Norse Mythology: Driving my goat-drawn Cart across the Rainbow

Before the Danes became Christian in 966 under the rule of King Harald Bluetooth, the main religion of the north was the Norse mythology. Much like the Roman and Greek mythologies, Norse mythology provided a set of rules and explanations for the world and things like the weather, the origin of man, and death and the afterlife.

According to Norse mythology, the world is built up around Yggdrasil, the tree of life, and consists of nine different sub-worlds. The three most important of these are Asgard, Midgard and Jotunheim. As the name indicates (“mid” means “middle”), Midgard is in the centre of the three worlds and is also the world of the humans. On one side of Midgard is Asgard, the world of the Æsir (gods), and on the other side is Jotunheim, the world of the Jötnar (giants). Connecting Midgard and Asgard is the rainbow Bifrost, which serves as the bridge between the world of man and the world of the gods. When a man is killed in battle, he crosses Bifrost into Asgard, where he joins the other fallen warriors in the castle Valhalla.

The ruler of Valhalla and head of the gods is Odin, the eldest and wisest of the gods. Odin got his wisdom from drinking from Mímir’s Well (Mímisbrunnr), a well at the roots of Yggdrasil guarded by the head of the æs Mímir. In order to be allowed to drink from the well, Odin had to sacrifice his eye, which is now lying in the well, allowing Odin to literally keep an eye on the world through the waters of wisdom.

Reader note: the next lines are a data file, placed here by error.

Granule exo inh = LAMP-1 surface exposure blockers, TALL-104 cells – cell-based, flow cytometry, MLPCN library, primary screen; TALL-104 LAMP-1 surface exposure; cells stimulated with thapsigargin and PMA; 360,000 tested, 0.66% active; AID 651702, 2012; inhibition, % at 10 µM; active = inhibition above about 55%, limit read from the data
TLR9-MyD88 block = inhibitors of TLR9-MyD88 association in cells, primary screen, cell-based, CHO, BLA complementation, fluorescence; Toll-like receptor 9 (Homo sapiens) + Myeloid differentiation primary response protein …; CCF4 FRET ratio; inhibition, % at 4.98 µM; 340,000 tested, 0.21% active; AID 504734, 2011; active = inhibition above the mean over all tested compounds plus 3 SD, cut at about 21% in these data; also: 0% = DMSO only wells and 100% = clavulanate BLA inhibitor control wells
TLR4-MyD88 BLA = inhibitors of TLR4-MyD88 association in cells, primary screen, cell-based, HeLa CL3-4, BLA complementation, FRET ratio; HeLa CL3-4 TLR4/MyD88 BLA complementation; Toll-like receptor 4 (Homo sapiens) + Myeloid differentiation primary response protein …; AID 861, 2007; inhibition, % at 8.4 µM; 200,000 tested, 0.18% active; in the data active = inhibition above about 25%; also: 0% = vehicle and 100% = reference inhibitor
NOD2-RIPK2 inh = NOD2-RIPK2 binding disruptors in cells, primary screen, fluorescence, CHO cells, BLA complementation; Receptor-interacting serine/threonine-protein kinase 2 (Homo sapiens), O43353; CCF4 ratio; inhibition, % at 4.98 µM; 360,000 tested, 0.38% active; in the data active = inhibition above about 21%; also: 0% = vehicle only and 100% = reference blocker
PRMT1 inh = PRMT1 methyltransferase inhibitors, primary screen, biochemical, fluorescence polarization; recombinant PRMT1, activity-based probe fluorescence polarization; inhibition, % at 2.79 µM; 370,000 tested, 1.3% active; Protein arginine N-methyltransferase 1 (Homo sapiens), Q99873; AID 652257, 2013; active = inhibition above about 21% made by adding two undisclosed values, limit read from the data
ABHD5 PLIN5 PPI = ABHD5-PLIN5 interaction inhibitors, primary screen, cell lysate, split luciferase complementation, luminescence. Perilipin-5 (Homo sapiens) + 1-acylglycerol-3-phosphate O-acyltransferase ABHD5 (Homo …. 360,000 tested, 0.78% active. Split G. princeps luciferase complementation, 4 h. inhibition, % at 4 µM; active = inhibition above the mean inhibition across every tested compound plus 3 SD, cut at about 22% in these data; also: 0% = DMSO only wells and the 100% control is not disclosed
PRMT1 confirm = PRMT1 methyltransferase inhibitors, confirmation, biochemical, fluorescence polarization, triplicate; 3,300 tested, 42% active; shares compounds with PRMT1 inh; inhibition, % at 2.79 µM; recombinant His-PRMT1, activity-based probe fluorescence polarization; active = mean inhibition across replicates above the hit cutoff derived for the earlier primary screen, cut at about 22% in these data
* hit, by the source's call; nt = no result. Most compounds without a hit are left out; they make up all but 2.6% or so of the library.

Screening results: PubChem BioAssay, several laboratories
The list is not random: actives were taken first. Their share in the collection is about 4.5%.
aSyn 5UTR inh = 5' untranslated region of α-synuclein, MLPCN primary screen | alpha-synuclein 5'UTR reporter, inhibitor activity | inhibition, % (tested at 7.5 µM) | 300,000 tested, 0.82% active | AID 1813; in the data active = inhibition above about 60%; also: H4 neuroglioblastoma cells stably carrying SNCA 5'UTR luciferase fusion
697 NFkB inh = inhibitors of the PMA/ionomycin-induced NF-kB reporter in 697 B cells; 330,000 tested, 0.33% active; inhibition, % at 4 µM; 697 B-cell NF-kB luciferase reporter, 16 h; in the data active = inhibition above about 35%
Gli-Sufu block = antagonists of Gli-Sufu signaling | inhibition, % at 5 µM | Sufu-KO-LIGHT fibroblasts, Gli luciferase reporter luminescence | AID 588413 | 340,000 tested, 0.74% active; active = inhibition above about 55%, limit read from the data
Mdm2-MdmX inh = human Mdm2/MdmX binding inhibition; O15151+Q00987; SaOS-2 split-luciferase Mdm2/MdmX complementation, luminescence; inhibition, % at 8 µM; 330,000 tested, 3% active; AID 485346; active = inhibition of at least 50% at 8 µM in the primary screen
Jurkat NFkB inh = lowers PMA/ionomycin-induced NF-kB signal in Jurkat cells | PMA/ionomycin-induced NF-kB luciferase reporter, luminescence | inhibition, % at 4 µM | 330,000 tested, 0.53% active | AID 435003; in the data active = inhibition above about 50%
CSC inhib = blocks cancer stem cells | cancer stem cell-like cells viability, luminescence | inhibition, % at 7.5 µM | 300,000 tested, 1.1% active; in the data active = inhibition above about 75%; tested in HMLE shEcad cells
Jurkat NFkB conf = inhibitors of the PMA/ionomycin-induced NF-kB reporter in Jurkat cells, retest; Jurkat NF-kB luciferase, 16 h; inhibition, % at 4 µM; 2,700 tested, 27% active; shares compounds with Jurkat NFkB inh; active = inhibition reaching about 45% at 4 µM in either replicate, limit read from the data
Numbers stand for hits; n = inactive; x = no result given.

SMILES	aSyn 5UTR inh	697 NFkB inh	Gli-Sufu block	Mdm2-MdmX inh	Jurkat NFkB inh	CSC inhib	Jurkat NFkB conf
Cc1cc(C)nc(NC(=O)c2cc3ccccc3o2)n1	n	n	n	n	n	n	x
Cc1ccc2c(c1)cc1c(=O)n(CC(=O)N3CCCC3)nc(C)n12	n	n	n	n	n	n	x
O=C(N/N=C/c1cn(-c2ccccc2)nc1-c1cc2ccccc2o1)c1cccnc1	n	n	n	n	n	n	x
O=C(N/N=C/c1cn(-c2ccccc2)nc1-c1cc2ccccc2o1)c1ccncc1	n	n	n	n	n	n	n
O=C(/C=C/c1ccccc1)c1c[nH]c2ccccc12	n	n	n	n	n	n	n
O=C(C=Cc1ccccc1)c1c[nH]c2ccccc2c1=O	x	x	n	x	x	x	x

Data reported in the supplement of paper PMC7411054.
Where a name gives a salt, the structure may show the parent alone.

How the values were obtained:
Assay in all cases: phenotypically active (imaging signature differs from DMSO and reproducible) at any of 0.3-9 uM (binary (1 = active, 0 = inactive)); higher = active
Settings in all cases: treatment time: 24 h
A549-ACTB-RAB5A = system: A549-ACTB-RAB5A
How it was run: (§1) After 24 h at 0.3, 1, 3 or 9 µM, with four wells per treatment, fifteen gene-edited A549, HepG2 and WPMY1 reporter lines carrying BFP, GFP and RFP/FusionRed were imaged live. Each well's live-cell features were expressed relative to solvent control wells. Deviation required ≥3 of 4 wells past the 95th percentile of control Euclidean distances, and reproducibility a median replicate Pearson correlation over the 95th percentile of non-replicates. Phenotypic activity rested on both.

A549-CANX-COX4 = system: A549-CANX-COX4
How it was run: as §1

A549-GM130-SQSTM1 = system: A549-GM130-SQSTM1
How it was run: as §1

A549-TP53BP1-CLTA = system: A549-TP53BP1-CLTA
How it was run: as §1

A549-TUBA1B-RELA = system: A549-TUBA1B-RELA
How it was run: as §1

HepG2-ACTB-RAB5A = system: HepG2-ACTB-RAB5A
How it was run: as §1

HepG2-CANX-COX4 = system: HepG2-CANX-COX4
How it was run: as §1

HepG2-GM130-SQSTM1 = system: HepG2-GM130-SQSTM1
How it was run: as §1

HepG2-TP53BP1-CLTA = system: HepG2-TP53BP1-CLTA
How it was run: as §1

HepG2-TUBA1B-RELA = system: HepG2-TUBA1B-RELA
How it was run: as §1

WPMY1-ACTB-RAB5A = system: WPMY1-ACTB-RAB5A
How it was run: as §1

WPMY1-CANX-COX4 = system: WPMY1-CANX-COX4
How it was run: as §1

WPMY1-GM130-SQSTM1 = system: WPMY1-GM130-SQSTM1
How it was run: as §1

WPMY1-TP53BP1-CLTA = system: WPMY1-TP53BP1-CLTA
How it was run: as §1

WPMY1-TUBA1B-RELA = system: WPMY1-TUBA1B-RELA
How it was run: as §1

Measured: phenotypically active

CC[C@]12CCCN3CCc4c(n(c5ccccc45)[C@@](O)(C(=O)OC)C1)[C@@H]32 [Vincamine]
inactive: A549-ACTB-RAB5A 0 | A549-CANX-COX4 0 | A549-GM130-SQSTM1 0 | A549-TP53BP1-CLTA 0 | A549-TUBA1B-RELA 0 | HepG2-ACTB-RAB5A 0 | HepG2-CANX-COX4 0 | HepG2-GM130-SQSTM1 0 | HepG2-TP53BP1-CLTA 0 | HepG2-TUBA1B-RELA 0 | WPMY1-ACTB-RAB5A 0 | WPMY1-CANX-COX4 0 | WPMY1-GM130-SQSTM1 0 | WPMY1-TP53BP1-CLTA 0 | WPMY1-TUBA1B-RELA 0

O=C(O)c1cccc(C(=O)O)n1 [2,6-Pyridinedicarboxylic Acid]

Some of you have probably heard of Thor – the god of thunder. When Thor drives his goat-drawn cart across the sky, while brandishing his hammer Mjölnir, thunder and lightning appear on the sky. Mjölner is also the most powerful weapon of Asgard: When Thor throws it; it will always hit its target, and always return to Thor’s hand.

Even today, Norse mythology is present every day in the lives of every Dane – in the names of the days of the week. Tuesday is tirsdag – Tyr’s dag (Tyr is the god of war), Wednesday is onsdag – Odin’s day, Thursday is torsdag – Thor´s day, and Friday is fredag – Freya’s day, named after the goddess of love and fertility.

If you would like to learn more about Norse mythology, I highly recommend the Danish comic book series ”Valhalla”. Every album tells a different story, for example about the time Mjölnir was stolen by the Jötn Udgards-Loki and Thor had to dress up like a woman to retrieve his beloved hammer, or about the time Odin left Asgard and his crazy brothers Vile and Ve took over power. In Denmark, Norse mythology is still practiced as a religion, and approximately 600 Danes are part of the neo-pagan community Forn Siðr.


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